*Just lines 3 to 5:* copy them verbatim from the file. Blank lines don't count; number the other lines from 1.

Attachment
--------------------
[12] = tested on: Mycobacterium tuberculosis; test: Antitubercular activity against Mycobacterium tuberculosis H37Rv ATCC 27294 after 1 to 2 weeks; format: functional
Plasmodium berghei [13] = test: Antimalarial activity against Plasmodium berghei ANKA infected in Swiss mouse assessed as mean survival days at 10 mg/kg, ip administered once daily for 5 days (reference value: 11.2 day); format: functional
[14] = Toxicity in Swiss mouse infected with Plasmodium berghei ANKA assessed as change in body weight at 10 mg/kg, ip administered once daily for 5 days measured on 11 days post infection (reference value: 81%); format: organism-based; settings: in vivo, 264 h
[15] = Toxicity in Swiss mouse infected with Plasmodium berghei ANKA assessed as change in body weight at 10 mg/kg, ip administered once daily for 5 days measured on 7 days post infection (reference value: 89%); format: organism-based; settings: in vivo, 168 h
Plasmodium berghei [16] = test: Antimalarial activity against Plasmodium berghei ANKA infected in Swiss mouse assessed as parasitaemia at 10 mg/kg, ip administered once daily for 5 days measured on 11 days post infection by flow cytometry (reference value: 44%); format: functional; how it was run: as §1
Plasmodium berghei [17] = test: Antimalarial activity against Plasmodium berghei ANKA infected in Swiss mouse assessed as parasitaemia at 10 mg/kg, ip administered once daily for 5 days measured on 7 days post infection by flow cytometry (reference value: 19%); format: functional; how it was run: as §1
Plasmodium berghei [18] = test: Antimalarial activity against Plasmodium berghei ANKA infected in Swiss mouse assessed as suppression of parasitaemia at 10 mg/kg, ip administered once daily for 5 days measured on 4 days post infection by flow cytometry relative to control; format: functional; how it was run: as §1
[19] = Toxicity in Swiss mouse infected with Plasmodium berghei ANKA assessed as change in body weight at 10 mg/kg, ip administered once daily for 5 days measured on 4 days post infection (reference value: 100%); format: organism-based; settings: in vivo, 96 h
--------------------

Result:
[14] = Toxicity in Swiss mouse infected with Plasmodium berghei ANKA assessed as change in body weight at 10 mg/kg, ip administered once daily for 5 days measured on 11 days post infection (reference value: 81%); format: organism-based; settings: in vivo, 264 h
[15] = Toxicity in Swiss mouse infected with Plasmodium berghei ANKA assessed as change in body weight at 10 mg/kg, ip administered once daily for 5 days measured on 7 days post infection (reference value: 89%); format: organism-based; settings: in vivo, 168 h
Plasmodium berghei [16] = test: Antimalarial activity against Plasmodium berghei ANKA infected in Swiss mouse assessed as parasitaemia at 10 mg/kg, ip administered once daily for 5 days measured on 11 days post infection by flow cytometry (reference value: 44%); format: functional; how it was run: as §1